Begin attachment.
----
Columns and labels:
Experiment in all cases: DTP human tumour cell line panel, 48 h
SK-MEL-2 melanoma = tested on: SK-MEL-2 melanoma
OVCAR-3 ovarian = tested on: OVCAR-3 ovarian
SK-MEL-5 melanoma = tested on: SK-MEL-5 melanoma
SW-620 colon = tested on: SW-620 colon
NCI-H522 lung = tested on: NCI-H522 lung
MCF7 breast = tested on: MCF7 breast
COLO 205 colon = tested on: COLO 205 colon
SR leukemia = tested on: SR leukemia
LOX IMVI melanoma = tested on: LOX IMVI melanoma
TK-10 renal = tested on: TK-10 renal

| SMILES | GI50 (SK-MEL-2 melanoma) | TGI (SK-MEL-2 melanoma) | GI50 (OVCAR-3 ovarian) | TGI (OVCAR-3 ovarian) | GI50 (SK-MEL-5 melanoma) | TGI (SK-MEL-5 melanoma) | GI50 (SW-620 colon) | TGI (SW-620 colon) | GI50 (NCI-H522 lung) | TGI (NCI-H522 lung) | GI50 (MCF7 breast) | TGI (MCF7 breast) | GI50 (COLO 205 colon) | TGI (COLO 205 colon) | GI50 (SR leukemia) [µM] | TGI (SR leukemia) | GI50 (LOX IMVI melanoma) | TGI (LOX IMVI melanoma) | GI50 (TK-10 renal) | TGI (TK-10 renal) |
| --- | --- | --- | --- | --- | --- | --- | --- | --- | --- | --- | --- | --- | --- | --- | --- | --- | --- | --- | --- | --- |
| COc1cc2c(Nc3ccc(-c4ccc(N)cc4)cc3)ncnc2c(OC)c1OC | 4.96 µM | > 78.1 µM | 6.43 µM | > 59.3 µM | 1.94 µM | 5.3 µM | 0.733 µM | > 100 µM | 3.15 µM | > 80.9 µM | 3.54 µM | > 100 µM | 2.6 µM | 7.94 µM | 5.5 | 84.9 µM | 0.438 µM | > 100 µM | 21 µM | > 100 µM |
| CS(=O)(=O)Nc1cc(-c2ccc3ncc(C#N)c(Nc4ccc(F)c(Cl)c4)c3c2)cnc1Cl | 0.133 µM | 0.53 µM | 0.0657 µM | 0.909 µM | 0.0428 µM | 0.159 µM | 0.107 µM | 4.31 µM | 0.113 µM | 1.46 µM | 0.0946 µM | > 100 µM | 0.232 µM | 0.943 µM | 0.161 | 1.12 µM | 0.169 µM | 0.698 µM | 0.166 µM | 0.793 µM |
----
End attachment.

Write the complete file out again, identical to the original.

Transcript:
Columns and labels:
Experiment in all cases: DTP human tumour cell line panel, 48 h
SK-MEL-2 melanoma = tested on: SK-MEL-2 melanoma
OVCAR-3 ovarian = tested on: OVCAR-3 ovarian
SK-MEL-5 melanoma = tested on: SK-MEL-5 melanoma
SW-620 colon = tested on: SW-620 colon
NCI-H522 lung = tested on: NCI-H522 lung
MCF7 breast = tested on: MCF7 breast
COLO 205 colon = tested on: COLO 205 colon
SR leukemia = tested on: SR leukemia
LOX IMVI melanoma = tested on: LOX IMVI melanoma
TK-10 renal = tested on: TK-10 renal

| SMILES | GI50 (SK-MEL-2 melanoma) | TGI (SK-MEL-2 melanoma) | GI50 (OVCAR-3 ovarian) | TGI (OVCAR-3 ovarian) | GI50 (SK-MEL-5 melanoma) | TGI (SK-MEL-5 melanoma) | GI50 (SW-620 colon) | TGI (SW-620 colon) | GI50 (NCI-H522 lung) | TGI (NCI-H522 lung) | GI50 (MCF7 breast) | TGI (MCF7 breast) | GI50 (COLO 205 colon) | TGI (COLO 205 colon) | GI50 (SR leukemia) [µM] | TGI (SR leukemia) | GI50 (LOX IMVI melanoma) | TGI (LOX IMVI melanoma) | GI50 (TK-10 renal) | TGI (TK-10 renal) |
| --- | --- | --- | --- | --- | --- | --- | --- | --- | --- | --- | --- | --- | --- | --- | --- | --- | --- | --- | --- | --- |
| COc1cc2c(Nc3ccc(-c4ccc(N)cc4)cc3)ncnc2c(OC)c1OC | 4.96 µM | > 78.1 µM | 6.43 µM | > 59.3 µM | 1.94 µM | 5.3 µM | 0.733 µM | > 100 µM | 3.15 µM | > 80.9 µM | 3.54 µM | > 100 µM | 2.6 µM | 7.94 µM | 5.5 | 84.9 µM | 0.438 µM | > 100 µM | 21 µM | > 100 µM |
| CS(=O)(=O)Nc1cc(-c2ccc3ncc(C#N)c(Nc4ccc(F)c(Cl)c4)c3c2)cnc1Cl | 0.133 µM | 0.53 µM | 0.0657 µM | 0.909 µM | 0.0428 µM | 0.159 µM | 0.107 µM | 4.31 µM | 0.113 µM | 1.46 µM | 0.0946 µM | > 100 µM | 0.232 µM | 0.943 µM | 0.161 | 1.12 µM | 0.169 µM | 0.698 µM | 0.166 µM | 0.793 µM |